Romance and Mystery Novels

by Alina Adams

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Monday, December 05, 2005


The last American man to win an Olympic Gold Medal (in 1988), Brian Boitano is still going strong as a professional, headlining, most recently, Holiday Celebration on Ice in Virginia (ed. note: The article calls Boitano the first man to land a Triple Axel. It was actually Canada's Vern Taylor in 1978; Boitano tried to be the first man to land a Quadruple Toe Loop. He fell on it in 1987 and it may have cost him the World Championship. He landed a flawed one at the Worlds in 1988 -- about a half hour after Canadian Kurt Browning got credit for being the first).

Now, Boitano is looking forward to another American -- though, a woman -- his good friend, Michelle Kwan, standing atop the podium in 2006. (A much more frequent feat, as American Kristi Yamaguchi won in 1992, Tara Lipinski in 1998 and Sarah Hughes in 2002).

I'm not surprised by Brian's handicapping. I worked with him during the 1996-1997 season, when Brian was part of the ABC-TV announcer team. That year, Michelle Kwan was not skating well (the rumor was that her boots were to blame; she'd signed an endorsement deal and her father was insisting she stick to it, no matter how many problems Michelle was having with her skates). She lost her National title to Tara Lipinski and, by the time she skated her "Taj Mahal" program at Worlds, the only way she could have won the title was for Russia's Irina Slutskaya to beat Tara in the long program.

Although Brian was not working that day (his contract only called for him to announce during the Men's Programs), he came to the broadcast booth to watch Michelle skate. All during her program, Brian kept chanting, "Come on, Chelley, come on, stay up, keep it together." Even during Irina's program, Brian kept saying the same thing, "Come on, Chelley. Go, Chelley," and cheering every one of Irina's jumps as if they were Michelle's. (Michelle ended up 2nd that year, behind Tara).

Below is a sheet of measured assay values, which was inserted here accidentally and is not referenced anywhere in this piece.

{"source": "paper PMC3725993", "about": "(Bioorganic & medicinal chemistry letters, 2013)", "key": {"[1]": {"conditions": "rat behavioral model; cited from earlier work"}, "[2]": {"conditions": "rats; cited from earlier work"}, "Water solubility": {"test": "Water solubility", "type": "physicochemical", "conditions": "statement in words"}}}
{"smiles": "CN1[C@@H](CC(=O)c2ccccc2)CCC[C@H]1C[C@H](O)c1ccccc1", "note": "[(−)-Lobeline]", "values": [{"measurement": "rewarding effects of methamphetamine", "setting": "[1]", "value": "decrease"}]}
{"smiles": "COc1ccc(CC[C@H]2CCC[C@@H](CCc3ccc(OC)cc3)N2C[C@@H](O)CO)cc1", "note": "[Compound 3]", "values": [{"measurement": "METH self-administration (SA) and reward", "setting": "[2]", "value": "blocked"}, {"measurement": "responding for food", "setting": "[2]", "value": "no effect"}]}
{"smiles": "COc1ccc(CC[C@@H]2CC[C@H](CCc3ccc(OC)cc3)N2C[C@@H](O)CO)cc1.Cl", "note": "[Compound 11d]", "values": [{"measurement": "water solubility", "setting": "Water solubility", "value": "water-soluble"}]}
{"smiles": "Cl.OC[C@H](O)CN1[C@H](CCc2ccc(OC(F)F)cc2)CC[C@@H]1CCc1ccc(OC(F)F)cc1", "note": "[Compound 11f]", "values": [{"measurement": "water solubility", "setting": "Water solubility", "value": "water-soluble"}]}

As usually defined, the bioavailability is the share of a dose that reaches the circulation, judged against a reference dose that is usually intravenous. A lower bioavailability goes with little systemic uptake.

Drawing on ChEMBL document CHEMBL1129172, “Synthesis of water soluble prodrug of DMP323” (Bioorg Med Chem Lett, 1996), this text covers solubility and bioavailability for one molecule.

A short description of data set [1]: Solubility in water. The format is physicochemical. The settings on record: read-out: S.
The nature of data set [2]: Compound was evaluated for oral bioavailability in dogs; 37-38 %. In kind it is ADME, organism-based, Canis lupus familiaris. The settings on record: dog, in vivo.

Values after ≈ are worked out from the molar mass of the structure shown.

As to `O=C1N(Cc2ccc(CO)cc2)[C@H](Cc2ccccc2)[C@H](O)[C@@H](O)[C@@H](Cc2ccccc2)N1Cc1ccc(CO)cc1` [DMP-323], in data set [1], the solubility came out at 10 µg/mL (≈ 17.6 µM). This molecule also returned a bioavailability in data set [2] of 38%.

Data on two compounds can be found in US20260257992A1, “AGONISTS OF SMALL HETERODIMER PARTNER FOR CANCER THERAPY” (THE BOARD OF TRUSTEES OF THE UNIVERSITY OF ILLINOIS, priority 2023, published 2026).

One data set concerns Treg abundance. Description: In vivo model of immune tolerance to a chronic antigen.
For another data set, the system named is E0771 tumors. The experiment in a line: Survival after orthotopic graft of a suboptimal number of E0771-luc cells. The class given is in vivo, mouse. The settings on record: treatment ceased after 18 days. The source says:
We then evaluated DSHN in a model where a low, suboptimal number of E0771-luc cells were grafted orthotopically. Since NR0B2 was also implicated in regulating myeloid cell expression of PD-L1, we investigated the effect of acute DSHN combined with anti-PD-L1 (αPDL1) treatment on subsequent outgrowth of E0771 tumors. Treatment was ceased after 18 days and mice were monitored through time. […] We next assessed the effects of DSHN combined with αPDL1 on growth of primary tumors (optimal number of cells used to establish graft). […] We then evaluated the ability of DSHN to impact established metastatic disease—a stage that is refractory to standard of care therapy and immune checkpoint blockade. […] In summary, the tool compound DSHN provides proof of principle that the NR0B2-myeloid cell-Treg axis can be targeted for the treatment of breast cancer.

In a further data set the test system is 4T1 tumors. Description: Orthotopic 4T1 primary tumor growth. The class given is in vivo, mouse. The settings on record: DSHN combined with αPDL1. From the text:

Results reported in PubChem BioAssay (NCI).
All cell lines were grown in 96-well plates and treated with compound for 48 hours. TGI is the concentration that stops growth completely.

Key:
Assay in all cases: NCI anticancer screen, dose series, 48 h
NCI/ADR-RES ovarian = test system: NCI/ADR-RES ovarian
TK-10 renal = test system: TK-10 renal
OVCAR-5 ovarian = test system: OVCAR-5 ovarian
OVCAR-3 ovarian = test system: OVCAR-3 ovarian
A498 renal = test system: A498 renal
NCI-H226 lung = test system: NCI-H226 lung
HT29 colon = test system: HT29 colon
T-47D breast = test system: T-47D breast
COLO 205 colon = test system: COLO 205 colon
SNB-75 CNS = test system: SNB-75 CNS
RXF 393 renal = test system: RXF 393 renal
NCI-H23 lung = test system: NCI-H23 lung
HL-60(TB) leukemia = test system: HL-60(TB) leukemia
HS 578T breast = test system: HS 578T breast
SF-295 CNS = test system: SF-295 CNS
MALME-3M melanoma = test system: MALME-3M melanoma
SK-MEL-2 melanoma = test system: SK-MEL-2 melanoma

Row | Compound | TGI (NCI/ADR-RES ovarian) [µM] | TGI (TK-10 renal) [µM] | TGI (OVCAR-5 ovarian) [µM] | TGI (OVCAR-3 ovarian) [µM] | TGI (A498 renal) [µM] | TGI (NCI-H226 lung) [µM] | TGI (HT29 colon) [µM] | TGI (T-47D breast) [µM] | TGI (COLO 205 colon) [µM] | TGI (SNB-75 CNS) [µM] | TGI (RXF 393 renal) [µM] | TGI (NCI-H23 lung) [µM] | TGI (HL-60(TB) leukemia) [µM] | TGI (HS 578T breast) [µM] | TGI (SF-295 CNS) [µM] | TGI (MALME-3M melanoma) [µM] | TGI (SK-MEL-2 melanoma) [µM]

Overall, I found Brian a pleasure to work with. From the beginning, he made it very clear that he would only be commentating on the technical elements. He had no desire to share biographical information about the skaters or judge music/costume choices. To that end, when Michael Weiss tried to be the first man to land a Quad at Nationals, Brian was happy to explain why he didn't think the attempt would be ratified (it wasn't, as it was clearly two-footed), but stayed away from musing what the tie-dyed shirt Michael had chosen to wear had to do with anything. (Well, he stayed away from musing about it on the air, anyway. Backstage, it was often a case of anything goes. For all of us.)

That was my favorite thing about working with Brian. He knew his limitations and wisely stuck to talking about only those areas in which he was an expert. One can only hope that this year's broadcast team in Turino will be as sage.


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